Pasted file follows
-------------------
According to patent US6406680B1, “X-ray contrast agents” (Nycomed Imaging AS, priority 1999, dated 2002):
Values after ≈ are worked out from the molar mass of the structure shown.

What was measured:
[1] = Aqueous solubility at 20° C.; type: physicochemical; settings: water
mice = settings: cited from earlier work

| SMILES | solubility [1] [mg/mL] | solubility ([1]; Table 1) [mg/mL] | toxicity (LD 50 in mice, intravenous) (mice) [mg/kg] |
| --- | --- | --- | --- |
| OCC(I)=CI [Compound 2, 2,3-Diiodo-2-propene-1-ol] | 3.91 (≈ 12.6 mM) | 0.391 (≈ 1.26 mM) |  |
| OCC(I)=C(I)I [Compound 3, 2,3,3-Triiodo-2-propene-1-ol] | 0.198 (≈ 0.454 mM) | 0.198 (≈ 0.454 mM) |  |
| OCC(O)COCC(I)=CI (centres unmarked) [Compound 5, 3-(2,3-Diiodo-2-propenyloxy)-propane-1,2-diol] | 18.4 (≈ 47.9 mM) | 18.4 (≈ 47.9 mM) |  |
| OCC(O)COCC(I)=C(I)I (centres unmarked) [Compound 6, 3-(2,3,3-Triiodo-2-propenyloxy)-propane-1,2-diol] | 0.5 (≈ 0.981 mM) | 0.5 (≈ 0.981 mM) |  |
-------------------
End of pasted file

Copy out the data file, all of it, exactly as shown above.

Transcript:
According to patent US6406680B1, “X-ray contrast agents” (Nycomed Imaging AS, priority 1999, dated 2002):
Values after ≈ are worked out from the molar mass of the structure shown.

What was measured:
[1] = Aqueous solubility at 20° C.; type: physicochemical; settings: water
mice = settings: cited from earlier work

| SMILES | solubility [1] [mg/mL] | solubility ([1]; Table 1) [mg/mL] | toxicity (LD 50 in mice, intravenous) (mice) [mg/kg] |
| --- | --- | --- | --- |
| OCC(I)=CI [Compound 2, 2,3-Diiodo-2-propene-1-ol] | 3.91 (≈ 12.6 mM) | 0.391 (≈ 1.26 mM) |  |
| OCC(I)=C(I)I [Compound 3, 2,3,3-Triiodo-2-propene-1-ol] | 0.198 (≈ 0.454 mM) | 0.198 (≈ 0.454 mM) |  |
| OCC(O)COCC(I)=CI (centres unmarked) [Compound 5, 3-(2,3-Diiodo-2-propenyloxy)-propane-1,2-diol] | 18.4 (≈ 47.9 mM) | 18.4 (≈ 47.9 mM) |  |
| OCC(O)COCC(I)=C(I)I (centres unmarked) [Compound 6, 3-(2,3,3-Triiodo-2-propenyloxy)-propane-1,2-diol] | 0.5 (≈ 0.981 mM) | 0.5 (≈ 0.981 mM) |  |